Let’s take a look at some of the promising new technologies in this phase and some important, though often overlooked, requirements for these new technologies to be successful. The major high level categories are Next Generation Networking (NGN), Unified Communications and Internet Multimedia Subsystem (IMS)/Fixed Mobile Convergence (FMC). These initiatives are almost inextricably intertwined and share underlying technologies and overlaying applications with architectures that are growing more similar day by day. Whether these initiatives will merge is a story for another day and another article but the outlook on that point is: maybe.

Many people involved in this area are technologists which means that they see things from the perspective of technologies. It is therefore, important to note that tectonic shifts are occurring that more often than not will require substantial over-hauls to existing technology investments. The type of shift providing the best examples is, for instance, the shift from 2G and 2.5G wireless networks to 3G and 4G. A surge in the popularity of the Session Initiation Protocol (SIP) for all manner of sessions – voice, data, video, telemetry, command and control and others – and related protocols such as SIP-T for trunking. The glacial shift to IPv6 addressing and routing is another good example as is a shift from higher layer transport protocols such as IPv4 and even MPLS to fundamentally simpler lower layer systems such as Provider Backbone Bridging (PBB), Provider Backbone Trunking (PBT) and Virtual Private LAN Service (VPLS) that decouple customer and carrier choices of WAN routing protocols and security mechanisms. There is also a big increase in services that allow the new networks to precisely replicate important functionality of current and older networks, services such as circuit emulation services over lower and medium layer transports. And let’s not forget innovations such as Routing at the Edge, Synchronous Adaptive Infrastructure Networks (SAINs) and a veritable wizards’ bag full of optical magic that gives us bigger bandwidth over greater distances than we would ever have thought possible even a couple of years ago.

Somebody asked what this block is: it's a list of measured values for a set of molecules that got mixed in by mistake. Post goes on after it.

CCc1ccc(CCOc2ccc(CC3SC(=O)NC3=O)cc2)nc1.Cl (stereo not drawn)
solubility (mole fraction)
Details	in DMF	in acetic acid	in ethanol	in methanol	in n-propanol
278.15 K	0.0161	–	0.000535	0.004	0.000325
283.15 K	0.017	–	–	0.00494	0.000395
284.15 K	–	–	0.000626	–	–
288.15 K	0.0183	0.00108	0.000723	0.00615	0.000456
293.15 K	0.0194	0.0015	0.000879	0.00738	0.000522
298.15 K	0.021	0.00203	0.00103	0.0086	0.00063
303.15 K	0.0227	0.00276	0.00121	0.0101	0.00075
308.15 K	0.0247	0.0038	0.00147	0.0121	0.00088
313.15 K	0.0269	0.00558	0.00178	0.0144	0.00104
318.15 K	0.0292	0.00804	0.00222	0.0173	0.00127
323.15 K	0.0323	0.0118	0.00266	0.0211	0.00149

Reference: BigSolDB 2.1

So, from the user/customer perspective, what are the vital success characteristics and capabilities for these technologies?

  • Presence: logically or physically locating or hiding the location of individuals or assets.
  • Preference: allowing someone to personalize, or customize the communications experience. For individual services it will be the subscriber who sets preferences but it may also be a manager, administrator following a policy or a collaborative effort.
  • Routing: putting callers in touch with the needed resources, usually based upon preferences and profiles and using presence.
  • Conferencing: connecting two or more people using collaborative applications, voice, video and/or text in a pre-scheduled or ad hoc situation, or sometimes a combination of the two.
  • Multi-media: data and/or voice and/or video in any combination needed. This includes image handling, real-time and stored video, language and format translation, Telepresence, and a huge range of other capabilities that are beginning to emerge.
  • Voice Mail and Messaging: handling exceptions when two or more individuals cannot get in touch with each other directly.
  • Mobility: including all manner of enhancements to traditional routing as well as Mobile IP, wireless routing, “follow me/find me” services, and other convenience and ease-of-use/ease-of-contact capabilities.
  • Quality of Experience (QoE):  the more mature, user-focused version of the engineer’s favorite, Quality of Service. Systems that provide a level of quality matched to the user’s needs, budget and expectations.
  • Security: keeping information private, validating the communicating parties, and detecting and reporting any modification to information in any format and at any point in the communication process.

Most any other capability that anyone can come up with will fit into one of these categories.

Each of these issues separately deserve a book chapter of their very own but, taken together, make an important point. More and more people in more and more places around the globe are communicating electronically over a distance, and those people need systems that are intuitive and add value to the communications process rather than detract from it. And don’t forget that formal training, informal collaboration and consultation, and planning, planning, planning, are the keys to success in this endeavor as in all other human endeavors. And, as Yogi Berra said “You’ve got to be very careful if you don’t know where you’re going, because you might not get there.”

Editor’s Note: Jim, an author of half a dozen books on telecom, has 30 years of hands-on experience in data networking and optical technologies. A dynamic presenter, he’s teaching the Oct-Nov web classes on NGN, IMS/ SIP, MPLS, EoIP/VoIP, and IPTVRead bio.